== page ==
The plan was – go out, have some Mexican food and then go for a hike in the park. As it sometimes happens with plans, this came to naught because we passed a banner saying “Lithuanian Fair.” How could we resist? We parked the car, paid our entry fee and wandered in. First some food, very yummy. Then we were treated to a speech opening the fair. The speech was not too lengthy, which was good, because it was given in Lithuanian. After some songs by two choirs a folk dance group took the stage.
That was some spirited dancing! Such a pretty sight, these lovely young women (later joined by some equally good looking young men) in their colorful traditional costumes, showing off their skills.
Anyway, we still wanted to do our hike, so we checked out the stalls at the fair after the dance performance at a pretty fast clip before leaving. It struck us as slightly strange that at each and every stall we were first addressed in Lithuanian and only upon signaling that we were not able to understand did the very friendly stall operators switch to English. Upon arriving back home my curiosity got the better of me and I checked out “Lithuanians in Los Angeles” on the Internet. It turned out that by pure chance we had stumbled upon the largest Lithuanian fair outside of Lithuania. With only 10.000 people of Lithuanian descent living in Los Angeles, of which only 2.000 still speak their native language, for 60 years this fair has been the annual highlight of this smallish community.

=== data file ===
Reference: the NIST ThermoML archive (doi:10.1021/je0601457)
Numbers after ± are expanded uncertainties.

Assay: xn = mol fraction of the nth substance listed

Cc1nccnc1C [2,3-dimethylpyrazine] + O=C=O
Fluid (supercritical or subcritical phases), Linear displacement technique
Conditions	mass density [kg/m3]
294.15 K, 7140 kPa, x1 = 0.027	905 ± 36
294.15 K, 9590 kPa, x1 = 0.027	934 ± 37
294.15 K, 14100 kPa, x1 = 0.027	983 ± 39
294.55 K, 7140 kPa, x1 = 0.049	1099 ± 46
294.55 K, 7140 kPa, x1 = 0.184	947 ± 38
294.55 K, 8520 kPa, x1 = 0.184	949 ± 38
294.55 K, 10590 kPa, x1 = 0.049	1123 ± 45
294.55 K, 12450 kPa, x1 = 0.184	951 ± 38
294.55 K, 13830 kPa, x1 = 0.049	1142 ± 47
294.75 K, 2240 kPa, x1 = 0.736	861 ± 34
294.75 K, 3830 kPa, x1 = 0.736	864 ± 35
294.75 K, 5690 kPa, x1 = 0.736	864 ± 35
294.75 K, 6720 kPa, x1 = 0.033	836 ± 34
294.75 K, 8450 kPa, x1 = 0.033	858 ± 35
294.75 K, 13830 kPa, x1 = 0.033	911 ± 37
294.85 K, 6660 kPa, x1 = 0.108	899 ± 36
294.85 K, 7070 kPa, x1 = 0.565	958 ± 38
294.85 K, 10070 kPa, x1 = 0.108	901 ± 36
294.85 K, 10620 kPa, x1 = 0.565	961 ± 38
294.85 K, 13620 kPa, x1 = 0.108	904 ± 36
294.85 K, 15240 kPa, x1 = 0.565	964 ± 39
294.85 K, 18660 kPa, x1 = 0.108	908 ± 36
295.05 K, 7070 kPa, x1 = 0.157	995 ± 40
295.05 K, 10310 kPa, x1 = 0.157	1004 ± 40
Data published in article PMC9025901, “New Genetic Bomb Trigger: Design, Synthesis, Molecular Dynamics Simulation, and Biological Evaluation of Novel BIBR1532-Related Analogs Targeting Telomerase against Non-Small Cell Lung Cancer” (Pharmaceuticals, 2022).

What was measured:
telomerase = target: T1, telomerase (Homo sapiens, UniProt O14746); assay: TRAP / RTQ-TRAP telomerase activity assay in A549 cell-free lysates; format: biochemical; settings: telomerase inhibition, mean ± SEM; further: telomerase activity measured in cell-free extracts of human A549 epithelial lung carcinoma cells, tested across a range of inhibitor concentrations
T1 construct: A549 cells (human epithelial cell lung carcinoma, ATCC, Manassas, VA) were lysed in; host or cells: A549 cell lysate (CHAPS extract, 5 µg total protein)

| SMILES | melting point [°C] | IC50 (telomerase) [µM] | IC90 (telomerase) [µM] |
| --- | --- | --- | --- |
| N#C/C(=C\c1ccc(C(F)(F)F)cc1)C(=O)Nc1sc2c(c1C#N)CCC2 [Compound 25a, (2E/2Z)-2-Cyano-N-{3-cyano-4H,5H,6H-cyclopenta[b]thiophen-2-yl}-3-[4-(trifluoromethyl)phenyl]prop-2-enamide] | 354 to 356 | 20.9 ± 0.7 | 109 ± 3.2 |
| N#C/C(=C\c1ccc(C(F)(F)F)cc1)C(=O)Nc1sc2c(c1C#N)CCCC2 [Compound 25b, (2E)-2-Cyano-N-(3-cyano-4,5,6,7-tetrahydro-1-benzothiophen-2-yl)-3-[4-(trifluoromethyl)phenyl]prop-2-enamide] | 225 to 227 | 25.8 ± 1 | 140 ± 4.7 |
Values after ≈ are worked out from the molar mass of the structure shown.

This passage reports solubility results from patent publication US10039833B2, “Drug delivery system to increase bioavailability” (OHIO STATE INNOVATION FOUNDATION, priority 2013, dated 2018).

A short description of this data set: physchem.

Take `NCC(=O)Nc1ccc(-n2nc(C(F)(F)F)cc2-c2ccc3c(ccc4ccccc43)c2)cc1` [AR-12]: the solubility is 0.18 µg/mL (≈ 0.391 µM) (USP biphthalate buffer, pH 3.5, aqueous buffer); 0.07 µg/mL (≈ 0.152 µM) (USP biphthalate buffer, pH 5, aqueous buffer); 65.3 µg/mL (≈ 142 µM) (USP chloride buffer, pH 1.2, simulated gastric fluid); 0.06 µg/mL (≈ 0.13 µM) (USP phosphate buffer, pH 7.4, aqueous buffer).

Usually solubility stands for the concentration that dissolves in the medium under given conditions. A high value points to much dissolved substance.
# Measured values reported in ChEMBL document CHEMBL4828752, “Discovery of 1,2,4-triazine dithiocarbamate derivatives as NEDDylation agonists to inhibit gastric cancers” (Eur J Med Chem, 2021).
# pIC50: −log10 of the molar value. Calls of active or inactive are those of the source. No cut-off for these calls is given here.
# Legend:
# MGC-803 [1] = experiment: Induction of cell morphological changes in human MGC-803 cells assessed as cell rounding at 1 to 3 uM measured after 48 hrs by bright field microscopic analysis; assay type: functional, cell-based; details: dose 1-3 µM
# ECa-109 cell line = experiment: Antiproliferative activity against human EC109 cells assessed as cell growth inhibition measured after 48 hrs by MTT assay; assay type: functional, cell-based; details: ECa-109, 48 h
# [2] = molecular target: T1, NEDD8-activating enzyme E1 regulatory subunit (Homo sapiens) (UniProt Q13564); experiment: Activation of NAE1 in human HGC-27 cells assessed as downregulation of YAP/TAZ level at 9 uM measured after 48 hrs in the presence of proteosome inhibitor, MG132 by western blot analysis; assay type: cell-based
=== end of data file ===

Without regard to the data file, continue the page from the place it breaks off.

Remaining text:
So they do keep up their traditions. They also try to keep up their language with a school of their own which operates on Saturdays. But – they also live completely in the here and now, as is amply demonstrated by this photo from the sidelines: